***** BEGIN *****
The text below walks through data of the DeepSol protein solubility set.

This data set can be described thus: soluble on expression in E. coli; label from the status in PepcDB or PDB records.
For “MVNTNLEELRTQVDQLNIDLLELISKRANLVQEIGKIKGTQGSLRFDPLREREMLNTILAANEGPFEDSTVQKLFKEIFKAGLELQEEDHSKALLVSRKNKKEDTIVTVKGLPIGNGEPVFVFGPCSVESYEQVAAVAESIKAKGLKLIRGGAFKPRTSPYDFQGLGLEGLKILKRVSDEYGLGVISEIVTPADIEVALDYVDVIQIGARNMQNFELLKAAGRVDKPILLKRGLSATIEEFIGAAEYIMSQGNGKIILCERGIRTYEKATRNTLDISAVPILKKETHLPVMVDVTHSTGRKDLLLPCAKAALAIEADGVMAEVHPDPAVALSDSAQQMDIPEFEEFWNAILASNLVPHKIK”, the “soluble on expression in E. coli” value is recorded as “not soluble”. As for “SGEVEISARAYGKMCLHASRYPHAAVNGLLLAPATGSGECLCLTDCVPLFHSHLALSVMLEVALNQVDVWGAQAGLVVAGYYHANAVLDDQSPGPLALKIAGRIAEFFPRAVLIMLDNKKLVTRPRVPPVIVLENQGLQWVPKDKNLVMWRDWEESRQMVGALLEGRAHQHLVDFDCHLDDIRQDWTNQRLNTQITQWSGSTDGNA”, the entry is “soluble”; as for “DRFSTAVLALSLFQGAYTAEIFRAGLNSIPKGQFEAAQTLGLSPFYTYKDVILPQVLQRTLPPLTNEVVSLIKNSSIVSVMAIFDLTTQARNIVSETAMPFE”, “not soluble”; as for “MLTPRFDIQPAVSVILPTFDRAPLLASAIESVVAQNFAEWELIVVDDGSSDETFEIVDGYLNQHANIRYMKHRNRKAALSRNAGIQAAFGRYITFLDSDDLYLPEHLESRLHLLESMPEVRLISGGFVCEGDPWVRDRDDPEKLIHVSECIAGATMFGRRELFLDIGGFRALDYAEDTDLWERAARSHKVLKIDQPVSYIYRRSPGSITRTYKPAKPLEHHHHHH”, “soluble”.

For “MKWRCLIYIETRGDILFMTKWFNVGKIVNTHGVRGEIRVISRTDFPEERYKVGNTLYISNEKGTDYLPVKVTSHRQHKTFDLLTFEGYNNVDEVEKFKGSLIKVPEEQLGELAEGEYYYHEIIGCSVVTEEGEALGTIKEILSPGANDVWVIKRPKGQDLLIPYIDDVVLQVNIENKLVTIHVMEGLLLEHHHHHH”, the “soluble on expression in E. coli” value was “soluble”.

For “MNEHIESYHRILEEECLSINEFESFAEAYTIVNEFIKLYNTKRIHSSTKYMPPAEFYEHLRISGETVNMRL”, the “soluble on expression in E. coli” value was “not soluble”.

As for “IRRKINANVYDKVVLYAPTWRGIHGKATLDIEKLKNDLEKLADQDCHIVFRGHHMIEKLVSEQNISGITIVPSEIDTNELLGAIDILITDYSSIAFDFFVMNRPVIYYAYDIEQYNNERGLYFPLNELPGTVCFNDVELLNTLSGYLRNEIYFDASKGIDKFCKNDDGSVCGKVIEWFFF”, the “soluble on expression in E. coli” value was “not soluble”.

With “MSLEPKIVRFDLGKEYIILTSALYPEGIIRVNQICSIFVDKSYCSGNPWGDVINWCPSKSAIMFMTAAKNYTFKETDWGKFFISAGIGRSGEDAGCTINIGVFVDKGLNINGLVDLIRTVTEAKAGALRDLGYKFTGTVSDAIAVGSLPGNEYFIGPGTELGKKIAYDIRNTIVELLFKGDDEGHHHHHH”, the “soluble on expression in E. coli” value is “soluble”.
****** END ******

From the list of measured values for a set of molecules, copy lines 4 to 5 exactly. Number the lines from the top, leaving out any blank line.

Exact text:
For “MKWRCLIYIETRGDILFMTKWFNVGKIVNTHGVRGEIRVISRTDFPEERYKVGNTLYISNEKGTDYLPVKVTSHRQHKTFDLLTFEGYNNVDEVEKFKGSLIKVPEEQLGELAEGEYYYHEIIGCSVVTEEGEALGTIKEILSPGANDVWVIKRPKGQDLLIPYIDDVVLQVNIENKLVTIHVMEGLLLEHHHHHH”, the “soluble on expression in E. coli” value was “soluble”.

For “MNEHIESYHRILEEECLSINEFESFAEAYTIVNEFIKLYNTKRIHSSTKYMPPAEFYEHLRISGETVNMRL”, the “soluble on expression in E. coli” value was “not soluble”.